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DNA sample testing system expanded in new N.C. law

Posted July 15, 2010

— North Carolina's criminal DNA testing system will be expanded with Gov. Bev Perdue signing a bill Thursday that supporters say will help prevent crime and help solve cold cases.

The measure directs police, starting Feb. 1, to take DNA samples of suspects facing certain felony charges, such as murder, rape and other serious crimes.

The samples will be entered into the state's DNA database and ran against DNA evidence in unsolved crimes.

“These samples are the 21st century version of fingerprints,” Perdue said at a bill-signing ceremony in Greenville. “We need to give our law enforcement officers the most advanced tools that we can when they head out on the streets.”

DNA sample testing system expanded in new N.C. law DNA sample testing system expanded

The state already takes a sample when someone is convicted of a felony, but Attorney General Roy Cooper says the new law will expand the DNA database and help solve crimes more quickly – an estimated 100 in the first year.

"It's a win for North Carolina citizens," Cooper said.

Some lawmakers, however, say requiring the sample upon arrest amounts to unreasonable search and seizure.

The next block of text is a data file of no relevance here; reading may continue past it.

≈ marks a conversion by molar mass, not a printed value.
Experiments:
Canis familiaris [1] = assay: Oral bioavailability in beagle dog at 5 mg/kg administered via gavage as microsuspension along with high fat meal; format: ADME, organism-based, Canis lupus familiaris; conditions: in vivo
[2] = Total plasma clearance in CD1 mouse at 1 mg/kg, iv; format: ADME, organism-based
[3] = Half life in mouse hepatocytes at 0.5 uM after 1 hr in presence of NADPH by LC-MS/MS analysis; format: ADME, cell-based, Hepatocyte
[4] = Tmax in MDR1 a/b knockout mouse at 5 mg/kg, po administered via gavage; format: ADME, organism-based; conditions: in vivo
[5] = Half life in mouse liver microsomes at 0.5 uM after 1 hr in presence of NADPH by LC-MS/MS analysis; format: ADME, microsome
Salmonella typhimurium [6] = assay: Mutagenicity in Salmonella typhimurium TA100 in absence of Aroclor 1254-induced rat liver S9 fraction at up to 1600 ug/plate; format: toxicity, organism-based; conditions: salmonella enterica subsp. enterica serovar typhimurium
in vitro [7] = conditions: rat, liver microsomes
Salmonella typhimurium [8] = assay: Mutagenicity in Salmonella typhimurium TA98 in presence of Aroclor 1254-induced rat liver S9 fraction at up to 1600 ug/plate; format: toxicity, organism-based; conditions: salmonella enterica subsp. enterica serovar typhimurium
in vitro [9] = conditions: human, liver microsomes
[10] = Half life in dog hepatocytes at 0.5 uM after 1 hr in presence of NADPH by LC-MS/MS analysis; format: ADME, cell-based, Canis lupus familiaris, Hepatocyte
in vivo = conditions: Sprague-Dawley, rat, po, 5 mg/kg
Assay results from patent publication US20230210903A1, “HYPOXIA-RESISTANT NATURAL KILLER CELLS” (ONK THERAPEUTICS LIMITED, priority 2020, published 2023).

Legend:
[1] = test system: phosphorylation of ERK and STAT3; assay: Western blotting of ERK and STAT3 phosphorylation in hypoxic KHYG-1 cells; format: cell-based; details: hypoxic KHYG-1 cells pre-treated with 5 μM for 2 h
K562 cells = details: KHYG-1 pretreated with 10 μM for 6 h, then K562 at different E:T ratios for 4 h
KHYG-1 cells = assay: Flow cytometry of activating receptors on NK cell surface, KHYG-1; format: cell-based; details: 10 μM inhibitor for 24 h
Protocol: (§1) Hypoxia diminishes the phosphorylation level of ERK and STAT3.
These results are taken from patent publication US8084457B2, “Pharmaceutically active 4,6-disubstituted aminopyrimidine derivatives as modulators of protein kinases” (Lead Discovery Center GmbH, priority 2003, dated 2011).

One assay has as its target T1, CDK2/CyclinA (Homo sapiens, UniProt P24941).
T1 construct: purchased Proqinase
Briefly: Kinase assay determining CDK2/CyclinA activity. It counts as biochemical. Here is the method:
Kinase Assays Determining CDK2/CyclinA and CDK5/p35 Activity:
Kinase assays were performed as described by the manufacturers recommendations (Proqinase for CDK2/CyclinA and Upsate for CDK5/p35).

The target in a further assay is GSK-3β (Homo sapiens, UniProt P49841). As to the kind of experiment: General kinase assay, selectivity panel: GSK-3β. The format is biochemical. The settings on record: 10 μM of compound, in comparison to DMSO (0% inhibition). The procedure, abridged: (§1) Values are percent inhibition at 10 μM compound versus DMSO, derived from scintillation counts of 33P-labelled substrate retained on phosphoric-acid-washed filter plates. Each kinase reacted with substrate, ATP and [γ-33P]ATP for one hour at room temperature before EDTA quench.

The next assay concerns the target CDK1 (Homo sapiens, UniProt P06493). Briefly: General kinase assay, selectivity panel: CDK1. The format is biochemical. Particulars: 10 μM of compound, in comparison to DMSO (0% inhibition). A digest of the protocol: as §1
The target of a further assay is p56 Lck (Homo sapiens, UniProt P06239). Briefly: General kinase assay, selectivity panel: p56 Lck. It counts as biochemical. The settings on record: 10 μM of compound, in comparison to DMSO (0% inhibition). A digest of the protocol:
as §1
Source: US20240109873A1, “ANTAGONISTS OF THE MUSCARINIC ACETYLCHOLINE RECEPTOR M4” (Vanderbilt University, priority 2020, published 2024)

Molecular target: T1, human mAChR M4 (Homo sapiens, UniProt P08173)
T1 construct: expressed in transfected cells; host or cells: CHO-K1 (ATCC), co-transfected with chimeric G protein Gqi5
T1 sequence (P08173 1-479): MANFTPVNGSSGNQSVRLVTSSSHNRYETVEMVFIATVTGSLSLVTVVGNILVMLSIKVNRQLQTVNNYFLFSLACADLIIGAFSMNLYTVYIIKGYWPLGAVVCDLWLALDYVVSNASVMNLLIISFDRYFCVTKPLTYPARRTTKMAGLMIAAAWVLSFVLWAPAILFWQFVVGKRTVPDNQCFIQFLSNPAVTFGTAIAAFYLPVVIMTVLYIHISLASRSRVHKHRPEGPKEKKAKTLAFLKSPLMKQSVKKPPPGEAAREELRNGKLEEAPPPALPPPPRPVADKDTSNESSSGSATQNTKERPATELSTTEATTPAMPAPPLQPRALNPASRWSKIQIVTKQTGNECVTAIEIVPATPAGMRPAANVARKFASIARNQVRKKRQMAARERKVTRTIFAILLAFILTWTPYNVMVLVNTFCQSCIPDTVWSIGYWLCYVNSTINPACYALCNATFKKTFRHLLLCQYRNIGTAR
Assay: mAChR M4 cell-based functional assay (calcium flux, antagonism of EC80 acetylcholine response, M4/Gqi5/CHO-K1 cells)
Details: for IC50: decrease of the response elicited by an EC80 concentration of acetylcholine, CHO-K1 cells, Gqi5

“I feel like it's unfair. I think it may be a type of targeting that we don't intend for it to be,” said Rep. Rosa Gill, D-Wake, who voted against the bill.

Concerns from lawmakers and advocacy groups prompted changes to the original bill, which required samples from anyone arrested on a felony charge.

The law only calls for samples from those committing certain felonies – specifically violent and sex-related crimes – including murder, manslaughter, rape, assault with a deadly weapon, burglary, breaking and entering, armed robbery, cyberstalking and stalking.

The bill also allows for removing a person's DNA from the state database if he or she is acquitted or the charge is dropped.

Federal funds will be used to pay for a portion of the DNA testing.

Eight additional forensic criminal analysts are expected to be hired to analyze and review samples, distribute swab collection kits to law enforcement and help with training.

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  • smalldogsrule Jul 16, 2010

    How many of you would turn in a member of your own family? I would, but that is primarily because of what I do for a living.

    How many of you would like to be questioned and possibly convicted for something done by a brother or sister?

    Well, DNA can make that mistake. If not tested or read properly, familial matches can sometimes incriminate the wrong person.

    Fingerprints never lie, and, can't tell anything else about you like DNA can. And figerprint information is of little interest to healthcare agencies and other such organizations.

    CHALLENGE IT NOW!!!!!!!

  • soyousay Jul 16, 2010

    Maybe now they will be able to solve old crime cases as well as new ones quickly.
    wildct